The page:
Ex Parte Jones

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530 So. 2d 877 (1988)

Ex parte Curtis JONES. (Re Curtis Jones v. State of Alabama).

No. 87-43.

Supreme Court of Alabama.

July 29, 1988.

W. Gregory Hughes, Mobile, for petitioner.

Don Siegelman, Atty. Gen., and James B. Prude, Asst. Atty. Gen., for respondent.

ADAMS, Justice.

We granted the appellant's petition for writ of certiorari in this case in order to clarify whether the escape of an inmate in the Supervised Intensive Restitution (SIR) program constitutes a violation of § 13A-10-31, Code of Alabama (1975), escape in the first degree; § 13A-10-32, escape in the second degree; or § 13A-10-33, escape in the third degree.

Although the facts are well recited in the Court of Criminal Appeals' opinion, Jones v. State, 530 So. 2d 871 (Ala.Cr.App.1987), we will recite them again to afford a better grasp of the issues in this case. Curtis Jones was convicted of theft of property in the second degree pursuant to § 13A-8-4, Code of Alabama (1975), and was sentenced to 25 years' imprisonment. In November 1985, he was placed in the SIR program under the supervision of James Hodgen, a correctional officer with the Alabama State Department of Corrections.

*878 The SIR program allows inmates who have not been convicted of sexual offenses or violent crimes to work in the community and live away from a penal facility while remaining in contact with and under the supervision of a correctional officer. In March 1986, Hodgen claims, he met with Jones to discuss the fact that Jones was not doing his community work, paying his supervision fees, or working at a job. Hodgen says that he scheduled a meeting with Jones for the following day. Jones did not keep the appointment. After several attempts to locate Jones, Hodgen informed Jones's brother that Jones would be charged with escape if he failed to contact him. Subsequently, Jones came to Hodgen's office, where he explained that he had witnessed a murder. After giving a statement to the Prichard Police Department, Jones was told to report to Hodgen's office the following morning. Again, he did not show up, and he was charged with escape. At a disciplinary proceeding charging Jones with "disobeying a direct order," Jones testified that he was afraid and had gone into hiding because of the murder he had witnessed. Later, at the trial on the escape charge, Hodgen stated that he first learned of Jones's fear regarding the murder he had witnessed when he testified at the disciplinary hearing. Jones was convicted of first degree escape.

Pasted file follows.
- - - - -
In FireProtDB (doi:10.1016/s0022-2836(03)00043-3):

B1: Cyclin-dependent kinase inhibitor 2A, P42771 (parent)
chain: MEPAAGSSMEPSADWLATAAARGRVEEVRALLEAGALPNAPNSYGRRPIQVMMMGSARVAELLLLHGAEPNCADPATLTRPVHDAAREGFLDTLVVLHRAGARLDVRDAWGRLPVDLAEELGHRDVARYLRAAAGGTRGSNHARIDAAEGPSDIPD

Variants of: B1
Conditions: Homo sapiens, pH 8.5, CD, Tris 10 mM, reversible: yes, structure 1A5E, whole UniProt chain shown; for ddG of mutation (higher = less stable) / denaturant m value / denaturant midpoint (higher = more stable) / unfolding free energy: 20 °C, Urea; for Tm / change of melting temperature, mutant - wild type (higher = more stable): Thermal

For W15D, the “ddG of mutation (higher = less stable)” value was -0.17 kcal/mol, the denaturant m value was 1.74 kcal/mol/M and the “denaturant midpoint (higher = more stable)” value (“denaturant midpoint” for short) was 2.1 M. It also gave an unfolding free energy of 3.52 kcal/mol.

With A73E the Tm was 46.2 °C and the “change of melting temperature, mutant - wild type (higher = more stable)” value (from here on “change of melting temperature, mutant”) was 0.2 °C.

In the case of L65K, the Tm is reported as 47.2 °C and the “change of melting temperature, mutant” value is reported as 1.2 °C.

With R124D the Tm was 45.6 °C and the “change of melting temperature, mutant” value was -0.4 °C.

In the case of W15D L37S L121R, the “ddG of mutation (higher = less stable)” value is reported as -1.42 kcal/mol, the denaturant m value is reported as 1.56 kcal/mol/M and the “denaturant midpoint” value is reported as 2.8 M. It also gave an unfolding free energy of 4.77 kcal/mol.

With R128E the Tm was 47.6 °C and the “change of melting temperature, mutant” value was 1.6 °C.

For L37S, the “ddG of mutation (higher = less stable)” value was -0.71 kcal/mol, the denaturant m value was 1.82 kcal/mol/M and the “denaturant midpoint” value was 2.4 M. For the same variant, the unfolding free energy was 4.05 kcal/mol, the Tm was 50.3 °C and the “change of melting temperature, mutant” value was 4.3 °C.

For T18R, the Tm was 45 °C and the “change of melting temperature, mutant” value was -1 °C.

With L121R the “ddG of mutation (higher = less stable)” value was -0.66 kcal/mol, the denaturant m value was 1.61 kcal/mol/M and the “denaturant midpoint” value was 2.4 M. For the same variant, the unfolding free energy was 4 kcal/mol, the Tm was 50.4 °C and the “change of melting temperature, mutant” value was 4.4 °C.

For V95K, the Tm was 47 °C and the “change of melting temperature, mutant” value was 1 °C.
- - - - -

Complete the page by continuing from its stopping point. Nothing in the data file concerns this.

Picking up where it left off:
Section 15-18-121, Code of Alabama (1975), addresses the failure of an inmate to observe the restrictions of the SIR program. That section states as follows:

The willful failure of an inmate to remain within the extended limits of the inmate's confinement, or to willfully return within the time prescribed to the place of confinement designated by the commissioner or his agent, shall be deemed as an escape from the custody of a penal facility and shall be punishable as prescribed by law. (Acts 1983, 3rd Ex. Sess., No. 83-838, p. 62, § 12.)

(Emphasis added).

In order to determine whether such an escape constitutes escape in the first degree, escape in the second degree, or escape in the third degree, we must consider §§ 13A-10-31, 13A-10-32, and 13A-10-33. Section 13A-10-31(a)(2) states that a person is guilty of escape in the first degree if:

(2) Having been convicted of a felony, he escapes or attempts to escape from custody imposed pursuant to that conviction. [Emphasis added.]

Section 13A-10-32(a), reads:

(a) A person commits the crime of escape in the second degree if he escapes or attempts to escape from a penal facility. [Emphasis added.]

Finally, § 13A-10-33 defines escape in the third degree.